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Weighing the value of contemporary art in killer-grams

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Weighing the value of contemporary art in killer-grams

Picasso didn’t post, Richter never re-grammed and Titian wasn’t on Twitter.

If you were to compile a list of industries that people associate with the social media age, I suspect that art would feature somewhere near the bottom. It is a sector steeped in history and tradition and has been one of the most lucrative markets for centuries. But for all of the prestige and class associated with the art market, it is not a sector synonymous with technological advancement nor transparency.

David AiuServan-Schreiber

David AiuServan-Schreiber

Determining value in the world of art has never been easy, often due to a perception that one requires insider expertise. Even now with the full power and access to information online, outsiders can feel intimidated by the $67bn global art market. Investors have looked on art as an opaque sector and investment into it as the subjective and emotive preserve of the wealthiest people in society.

The rise in social media might be the catalyst to change that.

The art market is democratising and the profile of people who collect and invest in art is changing dramatically.

I am represented by MTArt Agency, the world’s first talent agency for up and coming visual artists. They do a fantastic job building my profile in the art world and diversifying my revenue streams by placing my works with collectors, auction houses, and galleries, as well as, securing brand partnerships. They have secured partnerships with Pomellato jewellery stores, placed my work in Sotheby’s summer exhibition, the Zari Gallery, and Rosewood Hotel in London.

This is the direction art is heading in. Galleries are still crucial for the industry, but two in three galleries in the UK are losing money. The future of art is taking artworks to people rather than waiting for people to come to the art. This is changing the way we experience art and increasing the importance of tools like social media to engage new audiences.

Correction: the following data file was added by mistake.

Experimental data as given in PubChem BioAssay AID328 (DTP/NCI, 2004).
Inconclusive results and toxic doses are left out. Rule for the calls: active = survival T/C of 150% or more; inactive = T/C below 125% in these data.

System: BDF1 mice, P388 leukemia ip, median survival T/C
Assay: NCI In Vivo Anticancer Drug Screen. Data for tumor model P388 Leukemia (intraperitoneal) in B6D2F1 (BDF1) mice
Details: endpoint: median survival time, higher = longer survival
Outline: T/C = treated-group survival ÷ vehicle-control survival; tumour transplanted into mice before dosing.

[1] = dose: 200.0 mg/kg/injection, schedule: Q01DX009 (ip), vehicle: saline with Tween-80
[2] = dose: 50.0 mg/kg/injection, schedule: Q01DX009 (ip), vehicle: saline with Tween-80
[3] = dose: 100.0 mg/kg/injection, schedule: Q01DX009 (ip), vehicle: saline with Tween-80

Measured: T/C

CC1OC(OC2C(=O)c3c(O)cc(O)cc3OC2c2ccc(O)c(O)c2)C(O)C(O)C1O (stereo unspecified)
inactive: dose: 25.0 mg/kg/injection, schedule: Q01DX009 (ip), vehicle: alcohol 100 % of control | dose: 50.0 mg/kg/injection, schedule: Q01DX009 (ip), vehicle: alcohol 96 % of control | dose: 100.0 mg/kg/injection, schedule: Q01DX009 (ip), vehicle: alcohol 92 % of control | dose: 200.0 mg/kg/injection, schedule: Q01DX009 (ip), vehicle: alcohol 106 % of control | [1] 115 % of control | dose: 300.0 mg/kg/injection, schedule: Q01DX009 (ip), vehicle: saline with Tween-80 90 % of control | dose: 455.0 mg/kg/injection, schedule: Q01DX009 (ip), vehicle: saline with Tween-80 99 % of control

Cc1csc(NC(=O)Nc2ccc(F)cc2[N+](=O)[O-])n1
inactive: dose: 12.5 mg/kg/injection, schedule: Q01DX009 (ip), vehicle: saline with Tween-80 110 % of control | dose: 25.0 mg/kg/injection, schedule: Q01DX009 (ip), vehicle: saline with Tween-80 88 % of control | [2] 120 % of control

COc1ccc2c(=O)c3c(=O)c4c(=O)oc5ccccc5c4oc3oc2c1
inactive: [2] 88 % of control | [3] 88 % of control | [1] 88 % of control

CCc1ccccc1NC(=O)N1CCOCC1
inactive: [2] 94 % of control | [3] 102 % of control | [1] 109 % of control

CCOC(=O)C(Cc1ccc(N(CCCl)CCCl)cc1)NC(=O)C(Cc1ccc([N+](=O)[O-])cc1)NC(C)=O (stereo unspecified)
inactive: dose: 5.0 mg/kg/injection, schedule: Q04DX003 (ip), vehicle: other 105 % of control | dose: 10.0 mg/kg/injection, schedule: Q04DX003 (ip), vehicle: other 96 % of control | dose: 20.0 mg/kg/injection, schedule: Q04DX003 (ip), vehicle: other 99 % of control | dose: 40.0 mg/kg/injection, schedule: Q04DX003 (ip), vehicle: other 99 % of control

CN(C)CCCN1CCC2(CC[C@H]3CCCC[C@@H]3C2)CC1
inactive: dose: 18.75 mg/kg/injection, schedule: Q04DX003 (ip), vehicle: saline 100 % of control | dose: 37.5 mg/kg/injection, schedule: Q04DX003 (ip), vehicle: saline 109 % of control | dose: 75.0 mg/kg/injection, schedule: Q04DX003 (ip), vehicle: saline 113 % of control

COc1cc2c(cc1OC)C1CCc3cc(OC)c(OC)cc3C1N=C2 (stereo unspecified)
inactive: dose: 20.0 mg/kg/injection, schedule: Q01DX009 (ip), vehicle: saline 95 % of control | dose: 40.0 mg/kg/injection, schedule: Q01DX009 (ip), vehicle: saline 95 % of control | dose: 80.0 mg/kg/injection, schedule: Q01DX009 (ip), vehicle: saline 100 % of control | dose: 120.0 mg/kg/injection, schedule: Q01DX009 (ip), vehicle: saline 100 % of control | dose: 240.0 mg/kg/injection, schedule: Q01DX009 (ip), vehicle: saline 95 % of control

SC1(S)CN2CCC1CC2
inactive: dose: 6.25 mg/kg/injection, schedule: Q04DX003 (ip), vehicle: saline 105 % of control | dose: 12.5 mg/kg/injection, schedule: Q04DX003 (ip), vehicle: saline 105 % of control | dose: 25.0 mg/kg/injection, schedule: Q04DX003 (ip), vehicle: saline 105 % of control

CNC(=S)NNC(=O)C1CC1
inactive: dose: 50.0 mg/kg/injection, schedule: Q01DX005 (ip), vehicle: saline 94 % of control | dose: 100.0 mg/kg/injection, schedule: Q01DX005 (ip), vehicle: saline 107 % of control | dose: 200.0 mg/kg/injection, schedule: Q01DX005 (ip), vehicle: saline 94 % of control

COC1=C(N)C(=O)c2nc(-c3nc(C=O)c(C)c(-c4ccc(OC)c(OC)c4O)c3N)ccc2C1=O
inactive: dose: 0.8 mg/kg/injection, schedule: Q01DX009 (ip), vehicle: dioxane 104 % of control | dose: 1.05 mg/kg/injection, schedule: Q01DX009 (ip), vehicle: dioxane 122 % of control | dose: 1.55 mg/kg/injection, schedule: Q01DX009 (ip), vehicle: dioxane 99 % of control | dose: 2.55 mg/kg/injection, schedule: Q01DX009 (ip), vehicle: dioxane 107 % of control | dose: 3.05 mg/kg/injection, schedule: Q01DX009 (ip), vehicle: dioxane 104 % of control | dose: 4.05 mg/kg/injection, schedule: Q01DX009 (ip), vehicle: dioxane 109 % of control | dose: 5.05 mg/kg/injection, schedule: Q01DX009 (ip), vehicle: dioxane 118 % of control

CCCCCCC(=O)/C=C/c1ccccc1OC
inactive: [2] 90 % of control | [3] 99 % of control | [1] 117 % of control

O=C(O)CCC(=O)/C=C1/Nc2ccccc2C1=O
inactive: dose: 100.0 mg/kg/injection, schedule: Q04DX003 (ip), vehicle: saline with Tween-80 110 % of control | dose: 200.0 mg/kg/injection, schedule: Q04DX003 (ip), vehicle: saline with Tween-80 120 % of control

The visual and immediate nature of an online platform such as Instagram suits art perfectly. For an artist, it creates a relevant window through which to exhibit your work to people who may otherwise not see it.This is something that my agent, Marine Tanguy, and I try to capitalise on. There is a new generation of artists, art-enthusiasts and collectors emerging. They are typically millennials who are technologically literate, consume their news online and are social-media savvy. Art investment has not traditionally been associated with younger people, but there is now an opportunity to tap that market and target younger potential collectors.

In the case of Instagram, 600 million people are on the platform and 60% of them use it to seek out and discover new products.Of those 600 million people, 90% are under the age of 35. This is a demographic of people hungry for visual content and keen to acquire new things.

Now consider the way people are organized on social media platforms: people exist in online communities where they share their passions and views with their followers and network. It’s fair to assume that if they find and buy a product they like, they will share that with their network who will see it and are likely to also appreciate it.

What is particularly exciting for me is the opportunity to find like-minded people of a similar age who will appreciate the message behind my artworks and connect with them directly. My work addresses the importance of preserving and protecting the environment and through social media I can quickly find networks of people who care about the same causes and share my values. In contrast, most galleries will not make the introduction for collectors to artists, leaving a void in the ability to forge a relationship. Social media has created a digital word-of-mouth effect for the art industry. If the right person invests in me and purchases a piece of my art, and in turn puts a picture of it on their feed, there is high potential for it to be seen by other people who will be interested in my work as well.

Artists are increasingly seeing the possibilities of social media. The days of waiting for people to come into a gallery, view your art and then buy it are becoming a way of the past. Now I can directly target people who I know are interested in art and care about the environment. This means I can sell my art to more people and it also means that as I make more sales the value of my artworks increases.